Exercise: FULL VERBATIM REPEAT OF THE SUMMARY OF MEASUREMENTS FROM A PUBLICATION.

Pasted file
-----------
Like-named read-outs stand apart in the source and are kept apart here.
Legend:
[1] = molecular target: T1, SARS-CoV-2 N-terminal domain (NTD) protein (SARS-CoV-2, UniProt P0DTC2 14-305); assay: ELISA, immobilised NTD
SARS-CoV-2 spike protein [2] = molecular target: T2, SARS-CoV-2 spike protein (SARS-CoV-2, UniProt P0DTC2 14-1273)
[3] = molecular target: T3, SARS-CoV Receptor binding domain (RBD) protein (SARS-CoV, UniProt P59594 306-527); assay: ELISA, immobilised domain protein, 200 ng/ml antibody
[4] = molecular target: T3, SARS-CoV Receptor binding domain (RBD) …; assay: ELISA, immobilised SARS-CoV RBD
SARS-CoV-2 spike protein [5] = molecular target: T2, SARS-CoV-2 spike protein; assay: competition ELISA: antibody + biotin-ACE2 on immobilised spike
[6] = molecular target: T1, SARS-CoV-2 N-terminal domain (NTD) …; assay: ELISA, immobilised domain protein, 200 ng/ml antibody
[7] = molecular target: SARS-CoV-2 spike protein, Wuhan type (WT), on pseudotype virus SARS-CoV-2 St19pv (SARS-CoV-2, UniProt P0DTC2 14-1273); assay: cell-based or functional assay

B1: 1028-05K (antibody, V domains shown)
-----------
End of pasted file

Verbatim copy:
Like-named read-outs stand apart in the source and are kept apart here.
Legend:
[1] = molecular target: T1, SARS-CoV-2 N-terminal domain (NTD) protein (SARS-CoV-2, UniProt P0DTC2 14-305); assay: ELISA, immobilised NTD
SARS-CoV-2 spike protein [2] = molecular target: T2, SARS-CoV-2 spike protein (SARS-CoV-2, UniProt P0DTC2 14-1273)
[3] = molecular target: T3, SARS-CoV Receptor binding domain (RBD) protein (SARS-CoV, UniProt P59594 306-527); assay: ELISA, immobilised domain protein, 200 ng/ml antibody
[4] = molecular target: T3, SARS-CoV Receptor binding domain (RBD) …; assay: ELISA, immobilised SARS-CoV RBD
SARS-CoV-2 spike protein [5] = molecular target: T2, SARS-CoV-2 spike protein; assay: competition ELISA: antibody + biotin-ACE2 on immobilised spike
[6] = molecular target: T1, SARS-CoV-2 N-terminal domain (NTD) …; assay: ELISA, immobilised domain protein, 200 ng/ml antibody
[7] = molecular target: SARS-CoV-2 spike protein, Wuhan type (WT), on pseudotype virus SARS-CoV-2 St19pv (SARS-CoV-2, UniProt P0DTC2 14-1273); assay: cell-based or functional assay

B1: 1028-05K (antibody, V domains shown)